When you hear “knife throwing”, what comes to mind? If you picture a carnival act staged by sinister performers, you should think again. Thanks to exposure on the internet and, more recently, reality television, this once obscure hobby is gaining new traction as a competitive activity.
A Bit of Background
The practice of knife throwing dates back to the hunting methods of our primitive ancestors. Throughout history, cultures across the world have thrown knives in combat and for competition. Knife throwing as entertainment attained popularity in the 1800s as a circus trick. Today, knife throwing associations are turning this ancient art into a regulated sport, complete with scoring and rankings of participants.
The Importance of the Knife
Not any ordinary knife can be thrown. Made from stainless steels Houston TX, typically a single piece of metal, specialized knives are weighted and designed for throwing. Throwing knives have a blade and a grip, but often no handle, and are either balanced or unbalanced. Balanced knives have an even center of gravity so they spin in a circle. Unbalanced knives fly more wildly and are used by more skilled practitioners. Some pieces can be calibrated to switch between balanced and unbalanced. Lighter knives are easier to throw, but heavier knives are more likely to stick in the target.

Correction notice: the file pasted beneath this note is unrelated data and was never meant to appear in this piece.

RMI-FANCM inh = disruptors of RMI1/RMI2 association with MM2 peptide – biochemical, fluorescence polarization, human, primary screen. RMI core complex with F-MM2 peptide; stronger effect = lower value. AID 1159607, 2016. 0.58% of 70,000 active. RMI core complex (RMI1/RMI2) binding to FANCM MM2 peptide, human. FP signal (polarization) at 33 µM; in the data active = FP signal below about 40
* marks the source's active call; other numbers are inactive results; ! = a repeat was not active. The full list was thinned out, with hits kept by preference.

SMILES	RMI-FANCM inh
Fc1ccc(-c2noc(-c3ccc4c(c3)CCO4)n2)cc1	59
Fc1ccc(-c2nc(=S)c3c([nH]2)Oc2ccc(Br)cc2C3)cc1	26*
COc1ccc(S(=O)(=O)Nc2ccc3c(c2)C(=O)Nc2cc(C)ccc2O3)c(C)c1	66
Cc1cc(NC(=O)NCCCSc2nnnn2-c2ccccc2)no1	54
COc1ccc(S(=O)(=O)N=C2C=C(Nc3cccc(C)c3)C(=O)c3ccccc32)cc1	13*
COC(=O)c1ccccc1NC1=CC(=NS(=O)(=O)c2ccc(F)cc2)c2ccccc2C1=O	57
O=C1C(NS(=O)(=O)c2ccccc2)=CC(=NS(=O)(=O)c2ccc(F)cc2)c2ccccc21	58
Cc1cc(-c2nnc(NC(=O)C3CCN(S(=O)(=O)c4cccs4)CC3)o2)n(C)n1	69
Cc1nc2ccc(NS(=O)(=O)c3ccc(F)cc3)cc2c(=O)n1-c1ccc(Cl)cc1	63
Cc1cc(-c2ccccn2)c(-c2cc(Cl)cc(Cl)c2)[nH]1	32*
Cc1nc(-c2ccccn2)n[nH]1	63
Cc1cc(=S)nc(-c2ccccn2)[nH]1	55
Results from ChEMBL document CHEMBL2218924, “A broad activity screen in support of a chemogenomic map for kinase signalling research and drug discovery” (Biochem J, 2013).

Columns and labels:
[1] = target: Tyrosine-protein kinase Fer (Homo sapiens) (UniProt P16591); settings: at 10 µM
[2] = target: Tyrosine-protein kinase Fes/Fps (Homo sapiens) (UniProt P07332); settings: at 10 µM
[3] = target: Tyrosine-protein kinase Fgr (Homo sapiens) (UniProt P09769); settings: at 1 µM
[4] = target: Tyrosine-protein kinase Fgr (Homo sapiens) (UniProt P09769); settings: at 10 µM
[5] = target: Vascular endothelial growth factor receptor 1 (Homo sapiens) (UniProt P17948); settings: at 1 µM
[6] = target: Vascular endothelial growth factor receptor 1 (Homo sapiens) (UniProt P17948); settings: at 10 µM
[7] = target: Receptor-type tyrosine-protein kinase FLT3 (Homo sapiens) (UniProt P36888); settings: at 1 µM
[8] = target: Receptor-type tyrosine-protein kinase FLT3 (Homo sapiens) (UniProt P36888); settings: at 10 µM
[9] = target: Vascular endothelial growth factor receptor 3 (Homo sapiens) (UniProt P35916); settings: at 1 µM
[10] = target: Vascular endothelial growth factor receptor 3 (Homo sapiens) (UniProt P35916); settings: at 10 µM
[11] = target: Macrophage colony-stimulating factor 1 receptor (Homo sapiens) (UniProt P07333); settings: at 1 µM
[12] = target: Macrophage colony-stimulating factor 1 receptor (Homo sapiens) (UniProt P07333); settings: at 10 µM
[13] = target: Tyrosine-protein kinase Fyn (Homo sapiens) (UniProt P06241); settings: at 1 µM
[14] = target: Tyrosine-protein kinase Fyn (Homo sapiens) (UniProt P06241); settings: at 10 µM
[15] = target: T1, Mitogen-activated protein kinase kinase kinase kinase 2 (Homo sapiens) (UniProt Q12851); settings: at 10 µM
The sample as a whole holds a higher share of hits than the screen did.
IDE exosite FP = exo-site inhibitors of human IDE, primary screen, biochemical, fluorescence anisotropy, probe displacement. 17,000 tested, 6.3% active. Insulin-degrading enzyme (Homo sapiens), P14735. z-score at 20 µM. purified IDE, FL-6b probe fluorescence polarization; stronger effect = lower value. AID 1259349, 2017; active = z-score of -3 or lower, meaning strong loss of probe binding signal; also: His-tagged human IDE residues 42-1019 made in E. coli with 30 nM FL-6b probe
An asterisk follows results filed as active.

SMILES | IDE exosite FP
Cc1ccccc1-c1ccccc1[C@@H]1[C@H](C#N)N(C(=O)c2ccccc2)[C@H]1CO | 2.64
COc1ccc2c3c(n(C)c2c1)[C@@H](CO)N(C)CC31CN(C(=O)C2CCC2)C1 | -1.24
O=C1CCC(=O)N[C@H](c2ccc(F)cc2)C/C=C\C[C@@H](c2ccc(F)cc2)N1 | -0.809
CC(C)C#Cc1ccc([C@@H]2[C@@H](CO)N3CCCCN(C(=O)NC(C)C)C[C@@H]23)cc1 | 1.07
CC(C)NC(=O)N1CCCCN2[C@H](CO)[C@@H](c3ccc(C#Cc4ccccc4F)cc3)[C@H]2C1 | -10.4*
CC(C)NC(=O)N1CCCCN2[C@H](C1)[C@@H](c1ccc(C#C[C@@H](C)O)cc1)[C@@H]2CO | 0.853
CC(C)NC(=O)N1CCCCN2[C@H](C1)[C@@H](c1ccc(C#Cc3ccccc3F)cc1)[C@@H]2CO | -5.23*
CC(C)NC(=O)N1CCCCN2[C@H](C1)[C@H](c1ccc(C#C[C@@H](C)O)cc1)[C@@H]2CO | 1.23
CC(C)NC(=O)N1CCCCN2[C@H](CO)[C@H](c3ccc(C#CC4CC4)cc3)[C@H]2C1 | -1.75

Perfecting Your Technique
Competitive knife throwing is both a science and an art. As in archery, knives are thrown straight at a target from increasing distances, with points based on where they land relative to the bull’s-eye. Changes in grip, posture, throwing movement and distance all dictate the knife’s speed and trajectory.
Most throwers use a spin technique, where the knife rotates in mid-air. The thrower must guess the number of rotations the knife needs to make, and either hold it by the grip for full spins or the blade for half-spins. No-spin techniques send the knife in a straight line for a slower but less stable throw.
Many professional knife throwers began as backyard hobbyists. With a proper knife, a solid target and enough open space, you too can master this venerable tradition.